Unfortunately, it is recommended you hold off on this option until after your baby is born (source). While depilatory creams have not been proven unsafe during pregnancy, they have not been proven safe either. That’s because of the active chemical ingredients such as calcium thioglycolate used to make your hair dissolve, and the strong odors it can give off when in use.
If you don’t want to give up your depilatory cream completely during pregnancy, we recommend that you hold off until at least your second trimester.
Why You Don’t Want To Do It In The First Trimester
5. Laser Hair Removal -- Safety Unknown
Laser hair removal is a method that seems to become more popular each year. Who wouldn’t want permanent hair removal?
But it’s best to err on the side of caution and wait until postpartum to try this method out.
Like with depilatory creams, there are no studies, either way, to show if laser hair removal during pregnancy is safe. But what is known is that your body produces more melanin while you’re pregnant, and laser hair removal during this time can cause permanent skin discoloration (source).
On top of that, laser hair removal can be very expensive and it takes several sessions to remove hair permanently. Many women are already strapped for cash because of the cost of pregnancy and all that baby gear.
Since the unwanted hair goes away within months of delivery, you may want to skip this treatment during pregnancy anyway.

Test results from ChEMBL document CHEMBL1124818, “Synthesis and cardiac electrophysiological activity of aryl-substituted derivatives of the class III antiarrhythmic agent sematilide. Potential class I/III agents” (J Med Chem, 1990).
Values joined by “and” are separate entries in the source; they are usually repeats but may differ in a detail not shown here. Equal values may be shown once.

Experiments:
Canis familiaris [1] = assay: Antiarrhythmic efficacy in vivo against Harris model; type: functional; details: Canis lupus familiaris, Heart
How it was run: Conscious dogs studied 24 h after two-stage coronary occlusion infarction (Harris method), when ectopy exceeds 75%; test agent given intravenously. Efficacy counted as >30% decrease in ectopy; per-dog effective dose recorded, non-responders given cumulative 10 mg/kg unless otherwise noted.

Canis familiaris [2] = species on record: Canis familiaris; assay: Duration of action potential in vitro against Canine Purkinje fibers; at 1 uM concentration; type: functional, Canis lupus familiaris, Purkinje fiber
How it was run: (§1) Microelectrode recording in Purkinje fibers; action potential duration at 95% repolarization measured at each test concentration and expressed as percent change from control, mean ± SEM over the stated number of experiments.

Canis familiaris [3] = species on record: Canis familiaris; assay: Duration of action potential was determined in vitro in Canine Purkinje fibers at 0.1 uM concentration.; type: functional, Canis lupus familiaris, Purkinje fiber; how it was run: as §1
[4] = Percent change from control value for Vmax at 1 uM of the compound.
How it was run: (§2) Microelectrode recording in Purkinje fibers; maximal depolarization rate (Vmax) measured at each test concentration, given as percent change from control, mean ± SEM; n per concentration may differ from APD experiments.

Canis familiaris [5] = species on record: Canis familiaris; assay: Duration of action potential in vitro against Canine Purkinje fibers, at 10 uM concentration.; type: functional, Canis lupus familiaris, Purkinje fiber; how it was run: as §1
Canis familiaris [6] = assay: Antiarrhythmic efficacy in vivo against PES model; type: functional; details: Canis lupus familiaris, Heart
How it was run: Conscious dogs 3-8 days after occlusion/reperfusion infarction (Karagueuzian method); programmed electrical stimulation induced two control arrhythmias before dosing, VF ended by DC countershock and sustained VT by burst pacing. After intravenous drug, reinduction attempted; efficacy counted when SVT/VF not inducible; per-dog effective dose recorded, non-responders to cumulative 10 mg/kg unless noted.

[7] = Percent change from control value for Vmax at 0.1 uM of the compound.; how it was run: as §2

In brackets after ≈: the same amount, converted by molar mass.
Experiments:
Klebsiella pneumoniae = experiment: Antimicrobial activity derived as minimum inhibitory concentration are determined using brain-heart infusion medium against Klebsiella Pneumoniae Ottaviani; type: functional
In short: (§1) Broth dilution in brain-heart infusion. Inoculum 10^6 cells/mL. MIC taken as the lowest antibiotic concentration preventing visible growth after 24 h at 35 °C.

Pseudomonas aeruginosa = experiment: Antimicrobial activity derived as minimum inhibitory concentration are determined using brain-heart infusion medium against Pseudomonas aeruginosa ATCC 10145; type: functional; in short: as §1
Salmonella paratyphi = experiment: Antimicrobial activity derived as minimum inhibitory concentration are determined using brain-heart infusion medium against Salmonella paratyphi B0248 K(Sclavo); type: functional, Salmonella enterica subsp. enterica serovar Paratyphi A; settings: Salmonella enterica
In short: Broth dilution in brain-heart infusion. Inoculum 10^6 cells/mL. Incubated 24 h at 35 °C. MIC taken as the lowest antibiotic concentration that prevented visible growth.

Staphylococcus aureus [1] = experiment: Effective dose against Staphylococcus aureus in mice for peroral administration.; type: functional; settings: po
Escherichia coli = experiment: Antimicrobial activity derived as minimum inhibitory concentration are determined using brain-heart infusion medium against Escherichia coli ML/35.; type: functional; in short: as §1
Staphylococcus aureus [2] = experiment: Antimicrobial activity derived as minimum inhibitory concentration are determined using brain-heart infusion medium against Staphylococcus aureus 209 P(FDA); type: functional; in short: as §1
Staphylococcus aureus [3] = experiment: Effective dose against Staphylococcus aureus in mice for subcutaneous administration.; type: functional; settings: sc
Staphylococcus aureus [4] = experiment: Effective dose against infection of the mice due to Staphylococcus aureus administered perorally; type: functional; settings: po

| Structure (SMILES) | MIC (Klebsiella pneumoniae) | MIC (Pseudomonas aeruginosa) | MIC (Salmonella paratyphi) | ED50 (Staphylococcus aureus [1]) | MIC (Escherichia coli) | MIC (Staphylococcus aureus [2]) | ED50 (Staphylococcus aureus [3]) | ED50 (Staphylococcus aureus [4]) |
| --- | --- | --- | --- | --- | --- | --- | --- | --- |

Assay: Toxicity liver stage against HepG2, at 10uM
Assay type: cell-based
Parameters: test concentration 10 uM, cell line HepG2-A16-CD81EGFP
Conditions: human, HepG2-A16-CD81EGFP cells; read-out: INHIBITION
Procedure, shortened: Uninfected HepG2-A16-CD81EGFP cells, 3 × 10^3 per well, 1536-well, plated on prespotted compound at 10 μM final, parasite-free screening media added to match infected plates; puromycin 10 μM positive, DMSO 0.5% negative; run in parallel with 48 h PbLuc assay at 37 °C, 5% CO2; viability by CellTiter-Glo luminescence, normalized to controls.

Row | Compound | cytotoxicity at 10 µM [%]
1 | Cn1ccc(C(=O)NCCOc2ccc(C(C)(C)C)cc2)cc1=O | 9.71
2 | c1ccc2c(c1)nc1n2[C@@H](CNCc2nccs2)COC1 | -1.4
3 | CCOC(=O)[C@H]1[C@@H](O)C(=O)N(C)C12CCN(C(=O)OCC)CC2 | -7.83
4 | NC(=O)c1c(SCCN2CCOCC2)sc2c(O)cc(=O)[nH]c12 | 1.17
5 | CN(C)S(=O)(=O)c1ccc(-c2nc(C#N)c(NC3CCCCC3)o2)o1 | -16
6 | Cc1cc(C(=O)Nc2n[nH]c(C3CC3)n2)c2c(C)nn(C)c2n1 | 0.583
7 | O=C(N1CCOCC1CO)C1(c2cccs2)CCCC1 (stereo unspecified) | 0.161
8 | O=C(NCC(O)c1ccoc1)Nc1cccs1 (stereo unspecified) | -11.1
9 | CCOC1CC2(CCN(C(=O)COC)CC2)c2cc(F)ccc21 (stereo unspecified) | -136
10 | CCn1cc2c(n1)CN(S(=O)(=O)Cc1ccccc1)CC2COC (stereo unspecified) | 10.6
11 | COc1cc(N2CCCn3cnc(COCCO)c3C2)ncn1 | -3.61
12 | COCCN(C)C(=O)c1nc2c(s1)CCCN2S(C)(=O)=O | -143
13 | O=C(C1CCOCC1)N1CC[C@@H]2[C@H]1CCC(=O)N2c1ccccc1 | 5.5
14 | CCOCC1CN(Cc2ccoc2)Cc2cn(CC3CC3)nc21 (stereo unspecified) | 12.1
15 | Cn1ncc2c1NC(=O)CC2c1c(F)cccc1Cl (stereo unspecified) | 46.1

Don’t rush to remove hair through expensive means shortly after delivering. The hair often falls out after your baby is born due to the sudden decline in hormones that occurs after you give birth.
Editor's Note:Christine Traxler, MD, BS
While some extra hair growth during pregnancy is welcomed, some of the growth that extra estrogen causes we could happily do without. Thankfully there are safe options for hair removal during pregnancy.
Whatever method you choose to keep your unwanted hair at bay, remember to take the necessary precautions to keep you and your baby safe, including:
- Not waxing or sugaring areas with open cuts, varicose veins, or rashes.
- Shaving either in the tub or on the side of the tub to prevent yourself from falling.
- Waiting until at least your second trimester to use depilatory creams or avoiding them altogether.
Do you have any tips on safely removing unwanted hair while pregnant? Did you try a method that we didn’t mention in this article? Share your ideas with us in the comment section below.